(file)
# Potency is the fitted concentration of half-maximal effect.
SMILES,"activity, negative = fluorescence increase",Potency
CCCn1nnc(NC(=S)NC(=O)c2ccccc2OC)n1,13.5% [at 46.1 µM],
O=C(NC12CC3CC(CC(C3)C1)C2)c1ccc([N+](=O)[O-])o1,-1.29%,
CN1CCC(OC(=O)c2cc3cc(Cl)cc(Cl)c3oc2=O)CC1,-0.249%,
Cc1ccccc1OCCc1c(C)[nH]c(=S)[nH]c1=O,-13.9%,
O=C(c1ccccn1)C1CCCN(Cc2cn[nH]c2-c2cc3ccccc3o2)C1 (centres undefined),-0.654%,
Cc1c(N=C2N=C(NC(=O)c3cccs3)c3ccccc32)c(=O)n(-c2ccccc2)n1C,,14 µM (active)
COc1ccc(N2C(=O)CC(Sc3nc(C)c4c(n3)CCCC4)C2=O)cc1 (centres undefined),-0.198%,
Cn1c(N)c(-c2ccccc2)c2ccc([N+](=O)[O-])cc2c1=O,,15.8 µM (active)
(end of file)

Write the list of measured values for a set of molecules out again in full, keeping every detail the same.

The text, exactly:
# Potency is the fitted concentration of half-maximal effect.
SMILES,"activity, negative = fluorescence increase",Potency
CCCn1nnc(NC(=S)NC(=O)c2ccccc2OC)n1,13.5% [at 46.1 µM],
O=C(NC12CC3CC(CC(C3)C1)C2)c1ccc([N+](=O)[O-])o1,-1.29%,
CN1CCC(OC(=O)c2cc3cc(Cl)cc(Cl)c3oc2=O)CC1,-0.249%,
Cc1ccccc1OCCc1c(C)[nH]c(=S)[nH]c1=O,-13.9%,
O=C(c1ccccn1)C1CCCN(Cc2cn[nH]c2-c2cc3ccccc3o2)C1 (centres undefined),-0.654%,
Cc1c(N=C2N=C(NC(=O)c3cccs3)c3ccccc32)c(=O)n(-c2ccccc2)n1C,,14 µM (active)
COc1ccc(N2C(=O)CC(Sc3nc(C)c4c(n3)CCCC4)C2=O)cc1 (centres undefined),-0.198%,
Cn1c(N)c(-c2ccccc2)c2ccc([N+](=O)[O-])cc2c1=O,,15.8 µM (active)